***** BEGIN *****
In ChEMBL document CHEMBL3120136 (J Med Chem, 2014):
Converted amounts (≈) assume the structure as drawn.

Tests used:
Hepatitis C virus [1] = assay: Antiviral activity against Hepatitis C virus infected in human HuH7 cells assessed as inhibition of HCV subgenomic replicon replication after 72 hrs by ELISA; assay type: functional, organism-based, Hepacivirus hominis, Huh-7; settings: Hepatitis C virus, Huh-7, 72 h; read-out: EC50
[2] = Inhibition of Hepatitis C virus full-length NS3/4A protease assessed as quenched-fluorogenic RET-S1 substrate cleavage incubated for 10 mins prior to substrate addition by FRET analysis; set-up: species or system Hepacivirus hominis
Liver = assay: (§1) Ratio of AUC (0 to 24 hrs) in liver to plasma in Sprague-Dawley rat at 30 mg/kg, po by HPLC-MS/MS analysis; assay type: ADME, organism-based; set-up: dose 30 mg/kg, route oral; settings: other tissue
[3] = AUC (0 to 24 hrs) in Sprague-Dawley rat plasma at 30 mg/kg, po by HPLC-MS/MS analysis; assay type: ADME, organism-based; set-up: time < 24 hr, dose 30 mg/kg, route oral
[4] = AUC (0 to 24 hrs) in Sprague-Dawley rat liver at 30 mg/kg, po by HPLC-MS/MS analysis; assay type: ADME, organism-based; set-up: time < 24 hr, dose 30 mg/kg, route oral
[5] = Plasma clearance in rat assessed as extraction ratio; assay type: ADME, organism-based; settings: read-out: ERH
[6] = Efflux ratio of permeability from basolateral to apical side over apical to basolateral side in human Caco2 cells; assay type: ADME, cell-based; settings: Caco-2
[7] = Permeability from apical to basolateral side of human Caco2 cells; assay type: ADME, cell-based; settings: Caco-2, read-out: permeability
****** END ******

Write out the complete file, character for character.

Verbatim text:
In ChEMBL document CHEMBL3120136 (J Med Chem, 2014):
Converted amounts (≈) assume the structure as drawn.

Tests used:
Hepatitis C virus [1] = assay: Antiviral activity against Hepatitis C virus infected in human HuH7 cells assessed as inhibition of HCV subgenomic replicon replication after 72 hrs by ELISA; assay type: functional, organism-based, Hepacivirus hominis, Huh-7; settings: Hepatitis C virus, Huh-7, 72 h; read-out: EC50
[2] = Inhibition of Hepatitis C virus full-length NS3/4A protease assessed as quenched-fluorogenic RET-S1 substrate cleavage incubated for 10 mins prior to substrate addition by FRET analysis; set-up: species or system Hepacivirus hominis
Liver = assay: (§1) Ratio of AUC (0 to 24 hrs) in liver to plasma in Sprague-Dawley rat at 30 mg/kg, po by HPLC-MS/MS analysis; assay type: ADME, organism-based; set-up: dose 30 mg/kg, route oral; settings: other tissue
[3] = AUC (0 to 24 hrs) in Sprague-Dawley rat plasma at 30 mg/kg, po by HPLC-MS/MS analysis; assay type: ADME, organism-based; set-up: time < 24 hr, dose 30 mg/kg, route oral
[4] = AUC (0 to 24 hrs) in Sprague-Dawley rat liver at 30 mg/kg, po by HPLC-MS/MS analysis; assay type: ADME, organism-based; set-up: time < 24 hr, dose 30 mg/kg, route oral
[5] = Plasma clearance in rat assessed as extraction ratio; assay type: ADME, organism-based; settings: read-out: ERH
[6] = Efflux ratio of permeability from basolateral to apical side over apical to basolateral side in human Caco2 cells; assay type: ADME, cell-based; settings: Caco-2
[7] = Permeability from apical to basolateral side of human Caco2 cells; assay type: ADME, cell-based; settings: Caco-2, read-out: permeability